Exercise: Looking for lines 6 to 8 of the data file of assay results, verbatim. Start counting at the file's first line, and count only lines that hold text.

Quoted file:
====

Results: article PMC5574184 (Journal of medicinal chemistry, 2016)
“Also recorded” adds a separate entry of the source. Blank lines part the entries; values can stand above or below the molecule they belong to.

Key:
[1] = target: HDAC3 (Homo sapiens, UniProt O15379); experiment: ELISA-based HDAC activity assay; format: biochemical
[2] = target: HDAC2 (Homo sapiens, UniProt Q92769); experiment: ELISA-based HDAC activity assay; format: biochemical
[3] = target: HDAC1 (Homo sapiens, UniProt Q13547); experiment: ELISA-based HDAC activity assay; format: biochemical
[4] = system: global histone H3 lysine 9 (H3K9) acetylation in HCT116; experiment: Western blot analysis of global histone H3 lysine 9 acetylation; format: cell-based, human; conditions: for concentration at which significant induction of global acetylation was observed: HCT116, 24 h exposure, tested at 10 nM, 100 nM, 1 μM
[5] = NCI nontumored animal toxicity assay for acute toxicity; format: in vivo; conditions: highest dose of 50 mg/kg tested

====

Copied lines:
[3] = target: HDAC1 (Homo sapiens, UniProt Q13547); experiment: ELISA-based HDAC activity assay; format: biochemical
[4] = system: global histone H3 lysine 9 (H3K9) acetylation in HCT116; experiment: Western blot analysis of global histone H3 lysine 9 acetylation; format: cell-based, human; conditions: for concentration at which significant induction of global acetylation was observed: HCT116, 24 h exposure, tested at 10 nM, 100 nM, 1 μM
[5] = NCI nontumored animal toxicity assay for acute toxicity; format: in vivo; conditions: highest dose of 50 mg/kg tested